Monthly Archives: September 2012

Urban Angel

This was the first coffee shop I visited after my trip to Rome, so it’s fair to say that I was sceptical about wherever I’d go and whatever I’d have to drink. Thankfully, I did not have to make the first choice, as this was a semi-business meeting and I was invited to the quiet shop on Forth Street; and since my ‘business partner’ is a follower of this site, it was a sort of a duty to order a mocha. I ended up having two – it was a long meeting.

But let me give you some background to explain why, if it was for me, I would not have been visiting Urban Angel that afternoon. I had been to their Hanover Street shop twice before, both times for breakfast. The scrambled eggs with salmon I had on the first occasion were amazing, and therefore I was looking forward to my next visit; but the French toast with bacon, swimming in maple syrup, left me feeling rather sick and discouraged me from any future visits – although the place itself and the staff were welcoming.

Soy Mocha at Urban Angel

A slightly different case with the Forth Street store: the two baristas seemed uninterested and although we were working away in our corner, I felt like an intruder in the virtually empty shop. It also took them forever to make a mocha and a cappucino. No friendly smiles, signature to the Hanover Street store – but that might be due to actual boredom and lack of other customers.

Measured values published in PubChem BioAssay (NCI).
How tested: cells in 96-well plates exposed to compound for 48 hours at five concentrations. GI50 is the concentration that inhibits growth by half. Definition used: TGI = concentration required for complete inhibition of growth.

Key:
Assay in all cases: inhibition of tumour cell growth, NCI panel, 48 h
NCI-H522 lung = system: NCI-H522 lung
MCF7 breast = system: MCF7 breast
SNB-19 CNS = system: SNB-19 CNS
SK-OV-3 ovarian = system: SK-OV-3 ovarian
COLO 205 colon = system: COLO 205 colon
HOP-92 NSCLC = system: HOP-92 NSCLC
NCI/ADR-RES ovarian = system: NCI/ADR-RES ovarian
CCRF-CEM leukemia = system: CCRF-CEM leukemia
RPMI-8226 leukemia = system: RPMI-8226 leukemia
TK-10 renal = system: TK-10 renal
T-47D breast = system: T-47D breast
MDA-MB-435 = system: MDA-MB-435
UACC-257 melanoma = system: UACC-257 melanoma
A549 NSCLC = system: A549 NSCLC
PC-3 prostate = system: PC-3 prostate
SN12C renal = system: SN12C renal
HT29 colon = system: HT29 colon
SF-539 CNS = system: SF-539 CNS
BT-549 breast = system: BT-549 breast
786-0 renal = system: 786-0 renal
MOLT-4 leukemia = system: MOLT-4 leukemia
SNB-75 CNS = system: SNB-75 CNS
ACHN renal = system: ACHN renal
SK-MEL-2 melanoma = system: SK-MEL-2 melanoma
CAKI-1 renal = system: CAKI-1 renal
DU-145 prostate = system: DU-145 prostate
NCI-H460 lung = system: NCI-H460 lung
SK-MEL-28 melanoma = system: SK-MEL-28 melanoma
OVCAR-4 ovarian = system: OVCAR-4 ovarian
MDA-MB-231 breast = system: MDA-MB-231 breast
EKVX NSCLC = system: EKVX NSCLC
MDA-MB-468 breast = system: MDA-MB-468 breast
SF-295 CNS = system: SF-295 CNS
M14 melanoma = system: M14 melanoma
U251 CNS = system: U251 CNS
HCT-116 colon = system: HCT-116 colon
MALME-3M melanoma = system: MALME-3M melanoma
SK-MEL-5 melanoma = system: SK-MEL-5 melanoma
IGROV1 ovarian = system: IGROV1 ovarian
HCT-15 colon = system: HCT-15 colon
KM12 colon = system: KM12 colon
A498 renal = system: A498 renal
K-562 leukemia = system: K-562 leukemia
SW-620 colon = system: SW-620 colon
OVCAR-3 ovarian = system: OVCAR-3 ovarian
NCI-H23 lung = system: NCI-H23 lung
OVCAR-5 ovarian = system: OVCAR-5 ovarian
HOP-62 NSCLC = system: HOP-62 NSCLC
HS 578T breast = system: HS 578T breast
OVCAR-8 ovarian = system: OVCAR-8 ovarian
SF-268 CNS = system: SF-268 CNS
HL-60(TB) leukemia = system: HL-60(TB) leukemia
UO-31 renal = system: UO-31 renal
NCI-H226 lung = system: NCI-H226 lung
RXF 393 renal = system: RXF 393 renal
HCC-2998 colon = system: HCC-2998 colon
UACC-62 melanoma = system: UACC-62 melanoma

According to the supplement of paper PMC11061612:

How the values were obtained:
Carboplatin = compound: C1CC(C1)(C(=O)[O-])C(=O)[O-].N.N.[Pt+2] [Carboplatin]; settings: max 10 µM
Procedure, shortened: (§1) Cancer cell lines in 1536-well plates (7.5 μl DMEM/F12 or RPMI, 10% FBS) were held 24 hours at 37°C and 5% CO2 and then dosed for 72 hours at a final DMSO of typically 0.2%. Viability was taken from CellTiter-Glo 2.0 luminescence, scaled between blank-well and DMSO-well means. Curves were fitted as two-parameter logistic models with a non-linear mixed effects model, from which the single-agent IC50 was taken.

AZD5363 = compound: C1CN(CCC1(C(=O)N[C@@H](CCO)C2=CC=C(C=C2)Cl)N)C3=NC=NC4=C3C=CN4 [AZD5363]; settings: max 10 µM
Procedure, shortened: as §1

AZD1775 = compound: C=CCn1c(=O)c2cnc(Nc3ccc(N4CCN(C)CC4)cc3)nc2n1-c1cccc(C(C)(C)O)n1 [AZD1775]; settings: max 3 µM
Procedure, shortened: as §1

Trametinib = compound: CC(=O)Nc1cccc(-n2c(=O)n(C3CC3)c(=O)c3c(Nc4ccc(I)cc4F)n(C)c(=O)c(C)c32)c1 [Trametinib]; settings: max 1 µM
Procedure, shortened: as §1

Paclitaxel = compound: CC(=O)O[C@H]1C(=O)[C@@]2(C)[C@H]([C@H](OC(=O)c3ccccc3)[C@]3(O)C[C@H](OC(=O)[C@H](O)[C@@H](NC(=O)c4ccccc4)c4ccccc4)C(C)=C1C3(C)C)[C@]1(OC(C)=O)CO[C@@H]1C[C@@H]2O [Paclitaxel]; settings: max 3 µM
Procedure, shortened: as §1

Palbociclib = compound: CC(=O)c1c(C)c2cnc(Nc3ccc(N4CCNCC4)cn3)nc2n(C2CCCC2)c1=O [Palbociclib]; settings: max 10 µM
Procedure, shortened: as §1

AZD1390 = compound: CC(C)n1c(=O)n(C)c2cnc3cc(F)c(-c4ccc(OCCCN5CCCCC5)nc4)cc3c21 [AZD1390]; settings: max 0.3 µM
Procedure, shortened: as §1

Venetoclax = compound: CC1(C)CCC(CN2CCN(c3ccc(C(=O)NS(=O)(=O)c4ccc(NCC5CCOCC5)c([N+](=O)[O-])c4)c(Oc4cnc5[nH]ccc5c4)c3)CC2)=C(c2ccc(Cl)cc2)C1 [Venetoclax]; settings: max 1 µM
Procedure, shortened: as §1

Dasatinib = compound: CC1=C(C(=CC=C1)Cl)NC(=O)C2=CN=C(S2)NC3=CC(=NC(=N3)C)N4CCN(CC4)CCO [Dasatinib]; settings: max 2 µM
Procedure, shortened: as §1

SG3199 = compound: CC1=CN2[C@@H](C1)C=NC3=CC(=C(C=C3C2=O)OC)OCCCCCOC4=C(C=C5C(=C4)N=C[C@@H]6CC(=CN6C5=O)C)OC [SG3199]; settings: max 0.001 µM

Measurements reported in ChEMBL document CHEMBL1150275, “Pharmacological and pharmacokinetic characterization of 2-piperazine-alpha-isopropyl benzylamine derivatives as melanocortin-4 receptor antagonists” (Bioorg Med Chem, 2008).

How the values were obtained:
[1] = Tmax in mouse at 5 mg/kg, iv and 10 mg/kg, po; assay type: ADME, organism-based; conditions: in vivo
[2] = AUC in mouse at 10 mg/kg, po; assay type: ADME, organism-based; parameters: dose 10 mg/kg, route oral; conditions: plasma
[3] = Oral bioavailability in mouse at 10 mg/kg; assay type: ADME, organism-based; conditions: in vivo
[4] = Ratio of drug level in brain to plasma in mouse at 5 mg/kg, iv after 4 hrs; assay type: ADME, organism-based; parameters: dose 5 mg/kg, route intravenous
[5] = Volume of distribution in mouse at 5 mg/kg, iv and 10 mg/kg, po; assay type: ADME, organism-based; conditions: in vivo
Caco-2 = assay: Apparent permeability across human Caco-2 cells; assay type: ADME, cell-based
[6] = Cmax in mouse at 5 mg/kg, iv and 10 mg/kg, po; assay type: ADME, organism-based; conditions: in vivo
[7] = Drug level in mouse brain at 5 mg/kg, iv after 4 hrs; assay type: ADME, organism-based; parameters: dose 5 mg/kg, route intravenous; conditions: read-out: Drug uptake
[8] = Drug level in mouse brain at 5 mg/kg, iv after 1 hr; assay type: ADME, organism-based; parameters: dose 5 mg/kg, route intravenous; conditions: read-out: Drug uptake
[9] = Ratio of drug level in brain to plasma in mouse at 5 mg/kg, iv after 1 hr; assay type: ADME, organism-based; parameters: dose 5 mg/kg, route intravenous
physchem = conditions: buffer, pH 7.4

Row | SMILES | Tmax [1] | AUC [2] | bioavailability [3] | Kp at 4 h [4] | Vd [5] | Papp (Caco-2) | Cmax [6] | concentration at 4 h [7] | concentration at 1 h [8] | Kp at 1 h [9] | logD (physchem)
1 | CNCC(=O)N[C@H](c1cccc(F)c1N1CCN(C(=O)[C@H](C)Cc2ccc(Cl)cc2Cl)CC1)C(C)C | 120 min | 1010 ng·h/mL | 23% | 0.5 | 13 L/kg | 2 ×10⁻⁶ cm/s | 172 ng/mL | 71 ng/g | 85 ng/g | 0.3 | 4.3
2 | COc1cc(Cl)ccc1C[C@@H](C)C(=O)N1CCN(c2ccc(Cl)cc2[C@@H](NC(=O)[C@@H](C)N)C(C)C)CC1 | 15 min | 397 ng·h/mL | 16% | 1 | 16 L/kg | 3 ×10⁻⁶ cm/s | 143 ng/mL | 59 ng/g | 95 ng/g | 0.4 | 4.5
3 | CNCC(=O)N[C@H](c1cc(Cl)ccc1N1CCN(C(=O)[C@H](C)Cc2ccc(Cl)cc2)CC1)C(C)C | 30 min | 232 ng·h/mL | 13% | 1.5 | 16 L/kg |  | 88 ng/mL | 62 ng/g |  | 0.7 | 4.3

Now, as for the coffee, it’s a tough one to judge: the first of my mochas was made with soy milk, and although it looked lovely and the texture was OK it also had a slightly bitter taste to it, which spoiled it significantly. However, for the second cup I asked for regular milk – judging by the sweetness and the consistency of the coffee, I figured it was whole milk, but I might be wrong – and it was much tastier and smoother. This was a sort of a revelation to me: could it be that soy milk affects the taste of the coffee to such a degree? I remembered the soy mocha I had at Blackwood and how different it was to its sister cafes like Project Coffee or Kilimanjaro, where the coffee was made with regular milk…

This might be another breakthrough in my quest and can potentially affect my future judgement. But as for Urban Angel, I can’t make my mind up whether I’d recommend it or not. It’s (generally) good food and good coffee; but the service can be a hit-and-miss… and I’m glad I wasn’t paying last time, because it definitely isn’t cheap.

Judge it for yourselves!

Mocha: £3.20 (+20p for soy milk)

Verdict justification: The regular coffee (as opposed to soy option) was lovely, but the staff was not the most inviting

http://www.urban-angel.co.uk/home/

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Caffe Capitolino

Last but not least, the cafeteria of Musei Capitolini did not feature on the list of the best cafes in Rome and was not suggested to me by anyone as a place to visit – it was simply a logical destination after a day of walking and sightseeing and specifically two hours of finding my way around the maze of the Capitolini museums whilst admiring thousands of the most beautiful sculptures from the ancient era. I was starving.